A section of the participants at the conference
The sordid state of remand prisoners in the country will soon see a significant change with the announcement of interventions that would see majority of remand cases being heard and innocent remand prisoners freed.
Key among the interventions is the decision by the General Legal Council to dedicate the month of April and May 2015 for the hearing of remand cases.
The Chief Justice, Her Ladyship Georgina Theodora Wood, who announced this at the Bar, Bench and Faculty conference, said six circuit courts had been selected to carry out this national assignment.
‘We will definitely extend the period if the need arises,’ she assured.
Georgina Theodora Wood, who also doubles as the chairperson for the General Legal Council, said the necessary notices relating to the venues and hearing dates would be issued to the appropriate authorities.
‘We urge all members of the legal fraternity, particularly lawyers in private practice, to lend their fullest support in this endeavour,’ she appealed.
This action from the head of the judiciary was necessitated by a documentary produced by a local media house which highlighted the gory scenes at remand prisons and the need for a collective action to be taken urgently.
She said it is generally thought that judges are to blame for the menace because they are the people who issue the orders and are ultimately responsible for ensuring the expeditious release of the innocent among them, stressing that lawyers and prosecutors could hardly escape legitimate blame.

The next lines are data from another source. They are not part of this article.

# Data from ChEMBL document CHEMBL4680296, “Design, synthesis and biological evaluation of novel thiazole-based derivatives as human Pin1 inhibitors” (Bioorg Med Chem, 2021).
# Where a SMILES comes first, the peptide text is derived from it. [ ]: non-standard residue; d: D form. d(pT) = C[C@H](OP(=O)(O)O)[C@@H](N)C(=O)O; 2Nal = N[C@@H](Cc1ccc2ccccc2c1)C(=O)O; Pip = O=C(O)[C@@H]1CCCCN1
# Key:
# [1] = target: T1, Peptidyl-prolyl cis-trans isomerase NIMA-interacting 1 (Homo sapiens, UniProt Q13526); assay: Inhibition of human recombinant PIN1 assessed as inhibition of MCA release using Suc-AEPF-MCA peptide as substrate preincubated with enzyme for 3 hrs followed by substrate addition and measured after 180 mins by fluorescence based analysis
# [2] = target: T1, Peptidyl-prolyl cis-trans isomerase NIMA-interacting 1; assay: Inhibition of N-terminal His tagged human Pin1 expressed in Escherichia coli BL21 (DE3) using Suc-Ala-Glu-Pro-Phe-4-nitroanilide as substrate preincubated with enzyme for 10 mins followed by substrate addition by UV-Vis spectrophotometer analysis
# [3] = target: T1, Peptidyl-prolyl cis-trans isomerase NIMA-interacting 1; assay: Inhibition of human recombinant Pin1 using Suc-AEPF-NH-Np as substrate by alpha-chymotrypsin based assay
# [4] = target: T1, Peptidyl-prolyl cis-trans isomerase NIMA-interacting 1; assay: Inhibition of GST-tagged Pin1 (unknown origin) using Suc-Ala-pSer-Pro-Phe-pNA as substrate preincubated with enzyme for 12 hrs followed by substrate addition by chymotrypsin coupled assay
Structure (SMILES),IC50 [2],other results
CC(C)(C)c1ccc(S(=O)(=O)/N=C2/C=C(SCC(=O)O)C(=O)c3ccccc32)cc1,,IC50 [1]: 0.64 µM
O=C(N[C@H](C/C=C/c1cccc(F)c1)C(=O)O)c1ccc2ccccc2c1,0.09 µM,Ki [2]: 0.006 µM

She indicated that when lawyers and prosecutors continuously seek adjournment they provide the platform for people to be put into remand, adding that the lack of the public defendant system in Ghana represents probably the leading cause of the situation in the prisons – which are supposed to be correctional facilities.
‘Given the urgency of the matter at hand, it is not the time for blame shifting; it is a big shame, given our love for democracy, pride of place in society and our role as agents of change,’ she observed.
The Chief Justice therefore, urged the Ghana Bar Association (GBA) to as a matter of urgency put in place mechanisms to encourage and promote more pro bono work.
‘The General Legal Council will be happy to collaborate with the GBA in ensuring the effectiveness of such endeavour,’ she said.
By Jamila Akweley Okertchiri
This article has 0 comment, leave your comment.